While Develin had four catches for 62 yards last season, he’s more of the latter. The 6-foot-3, 251-pounder is a little bigger than most current fullbacks (by way of comparison, Tolbert is 5-foot-9, 245 pounds), and while he did work primarily as a blocker helping pave the way for the likes of LeGarrette Blount, Stevan Ridley and Shane Vereen, he was able to flash some nice versatility on occasion, executing some of the responsibilities of a tight end while lining up on the hip of a tackle to work as a blocker.
The Patriots certainly liked what the Brown product brought to the table last year: According to Football Outsiders, New England was one of the few teams to run better from two-back formations (5.0 yards per carry) than from single-back formations (4.6 yards per carry). And he provided one of the highlights of the 2013 season, an extra-effort touchdown run against the Texans where he kept his legs churning on the way to a 1-yard touchdown run.
“James is very smart (and he) works very, very hard,” Patriots personnel chief Nick Caserio said Sunday. “He had a great offseason – there are a lot of guys, but just specific to James, had a great offseason. Really as a player, from day one that he entered the program to where he is now, he’s really improved. A lot of that, he’s put in a lot of time. It’s a credit to him but he’s smart, he’s versatile.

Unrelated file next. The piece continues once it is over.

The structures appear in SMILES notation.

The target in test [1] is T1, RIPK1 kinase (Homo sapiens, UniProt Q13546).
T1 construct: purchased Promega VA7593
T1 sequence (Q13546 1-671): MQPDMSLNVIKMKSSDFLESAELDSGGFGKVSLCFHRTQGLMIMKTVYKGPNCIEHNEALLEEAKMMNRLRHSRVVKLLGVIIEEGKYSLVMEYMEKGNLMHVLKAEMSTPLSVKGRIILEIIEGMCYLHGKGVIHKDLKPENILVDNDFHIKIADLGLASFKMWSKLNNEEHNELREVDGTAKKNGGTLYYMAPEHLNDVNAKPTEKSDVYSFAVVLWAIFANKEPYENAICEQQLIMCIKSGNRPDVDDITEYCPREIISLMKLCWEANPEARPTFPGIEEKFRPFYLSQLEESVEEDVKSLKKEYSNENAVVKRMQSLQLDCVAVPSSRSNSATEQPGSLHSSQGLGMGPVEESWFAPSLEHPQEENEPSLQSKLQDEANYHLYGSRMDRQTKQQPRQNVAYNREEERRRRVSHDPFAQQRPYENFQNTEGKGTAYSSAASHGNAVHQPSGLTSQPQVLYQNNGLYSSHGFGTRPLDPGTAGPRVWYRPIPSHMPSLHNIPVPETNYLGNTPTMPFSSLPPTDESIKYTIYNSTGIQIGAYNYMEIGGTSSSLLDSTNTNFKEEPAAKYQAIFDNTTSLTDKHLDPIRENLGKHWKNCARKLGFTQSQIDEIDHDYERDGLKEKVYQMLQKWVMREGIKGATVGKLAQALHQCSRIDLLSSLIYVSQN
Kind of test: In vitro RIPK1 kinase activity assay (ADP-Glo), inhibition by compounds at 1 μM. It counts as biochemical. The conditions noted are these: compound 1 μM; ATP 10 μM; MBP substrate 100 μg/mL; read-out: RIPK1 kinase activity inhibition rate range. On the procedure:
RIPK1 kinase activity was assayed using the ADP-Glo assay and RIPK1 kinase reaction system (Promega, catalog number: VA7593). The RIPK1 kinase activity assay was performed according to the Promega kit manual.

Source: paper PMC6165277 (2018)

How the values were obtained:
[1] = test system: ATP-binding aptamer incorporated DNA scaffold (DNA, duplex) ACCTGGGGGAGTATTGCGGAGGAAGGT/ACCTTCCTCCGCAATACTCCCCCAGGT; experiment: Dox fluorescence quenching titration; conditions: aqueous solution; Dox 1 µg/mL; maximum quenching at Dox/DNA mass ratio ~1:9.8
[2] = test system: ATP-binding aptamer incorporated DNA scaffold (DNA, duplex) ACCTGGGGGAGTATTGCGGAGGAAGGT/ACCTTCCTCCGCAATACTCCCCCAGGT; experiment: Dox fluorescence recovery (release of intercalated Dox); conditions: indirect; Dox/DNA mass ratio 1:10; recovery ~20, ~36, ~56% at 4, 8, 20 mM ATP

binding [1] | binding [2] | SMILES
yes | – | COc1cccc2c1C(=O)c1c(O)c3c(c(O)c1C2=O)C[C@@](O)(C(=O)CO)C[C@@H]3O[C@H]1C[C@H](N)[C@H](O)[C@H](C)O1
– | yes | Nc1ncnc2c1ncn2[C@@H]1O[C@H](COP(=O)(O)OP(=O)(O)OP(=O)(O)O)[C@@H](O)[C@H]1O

“He gives you a little bit of flexibility, because he can do a number of different things. He can block the force in the running game (and) he can put his hand on the line of scrimmage, and block the force on the line of scrimmage.”
Caserio provided an example of Develin’s versatility in last year's blowout win over the Ravens, noting on one play, the fullback was lined up detached from the traditional formation, but because he was able to successfully execute his assignment, the Patriots were able to pick up a sizable gain.
Most fullbacks wouldn’t be able to operate in space, but it was no issue for Develin.
“James has done a lot of good things since he’s been here,” Caserio added. “He’s earned all of his opportunities with his performance and his work ethic.”
There are questions regarding the use of the fullback in the New England offense: Was last year a one-off event where the Patriots, finding themselves bogged down in the passing game on occasion, decided to run the ball more -- and as a result, decided they needed a fullback? Or is it the beginning of a trend for New England, a team that went out and drafted three offensive linemen with impressive college pedigrees in hopes of trying to further bolster a run game that ended on a strong note in 2013?
Develin’s future with the Patriots is unclear, but even though the NFL remains a pass-first league, it’s clear that there will always be a need for a talented fullback. While no one is suggesting that bull rushers will become more valued than the bell cows, the numbers say the big dudes with neck rolls are in demand now more than ever.